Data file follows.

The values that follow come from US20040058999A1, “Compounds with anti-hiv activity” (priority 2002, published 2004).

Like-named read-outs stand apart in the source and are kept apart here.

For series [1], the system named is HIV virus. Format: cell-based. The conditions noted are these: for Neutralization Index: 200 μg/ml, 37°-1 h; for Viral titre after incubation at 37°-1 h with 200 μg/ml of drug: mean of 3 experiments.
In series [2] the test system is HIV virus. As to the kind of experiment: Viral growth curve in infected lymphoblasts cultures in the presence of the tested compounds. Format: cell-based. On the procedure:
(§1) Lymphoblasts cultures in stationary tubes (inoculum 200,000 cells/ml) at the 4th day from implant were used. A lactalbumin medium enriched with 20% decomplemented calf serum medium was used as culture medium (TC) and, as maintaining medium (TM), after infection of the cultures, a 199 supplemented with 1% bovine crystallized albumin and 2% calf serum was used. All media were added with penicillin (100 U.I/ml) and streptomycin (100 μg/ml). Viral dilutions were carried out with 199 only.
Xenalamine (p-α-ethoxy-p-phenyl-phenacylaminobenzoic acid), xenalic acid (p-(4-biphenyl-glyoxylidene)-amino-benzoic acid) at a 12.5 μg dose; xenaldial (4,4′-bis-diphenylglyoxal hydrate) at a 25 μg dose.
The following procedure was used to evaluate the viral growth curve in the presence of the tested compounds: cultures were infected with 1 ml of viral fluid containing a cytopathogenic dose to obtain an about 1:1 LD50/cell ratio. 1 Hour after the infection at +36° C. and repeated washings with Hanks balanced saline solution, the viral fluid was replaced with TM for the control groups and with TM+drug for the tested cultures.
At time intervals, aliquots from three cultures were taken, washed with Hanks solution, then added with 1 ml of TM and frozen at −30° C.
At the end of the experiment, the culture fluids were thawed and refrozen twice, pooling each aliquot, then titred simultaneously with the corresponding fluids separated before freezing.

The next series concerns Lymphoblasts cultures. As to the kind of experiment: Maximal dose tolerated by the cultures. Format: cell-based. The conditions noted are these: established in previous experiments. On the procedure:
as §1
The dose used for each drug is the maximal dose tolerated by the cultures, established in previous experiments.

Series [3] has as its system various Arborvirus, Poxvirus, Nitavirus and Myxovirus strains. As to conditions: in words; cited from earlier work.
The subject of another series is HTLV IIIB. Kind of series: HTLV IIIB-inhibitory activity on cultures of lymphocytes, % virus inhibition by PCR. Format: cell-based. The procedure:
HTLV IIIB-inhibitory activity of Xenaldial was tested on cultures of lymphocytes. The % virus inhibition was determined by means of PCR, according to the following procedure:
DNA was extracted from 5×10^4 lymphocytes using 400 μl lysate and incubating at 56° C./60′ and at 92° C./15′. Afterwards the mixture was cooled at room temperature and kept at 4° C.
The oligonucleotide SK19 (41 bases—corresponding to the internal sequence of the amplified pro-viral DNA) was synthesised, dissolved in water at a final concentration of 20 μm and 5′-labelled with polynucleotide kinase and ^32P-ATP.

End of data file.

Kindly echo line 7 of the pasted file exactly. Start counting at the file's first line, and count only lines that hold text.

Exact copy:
The following procedure was used to evaluate the viral growth curve in the presence of the tested compounds: cultures were infected with 1 ml of viral fluid containing a cytopathogenic dose to obtain an about 1:1 LD50/cell ratio. 1 Hour after the infection at +36° C. and repeated washings with Hanks balanced saline solution, the viral fluid was replaced with TM for the control groups and with TM+drug for the tested cultures.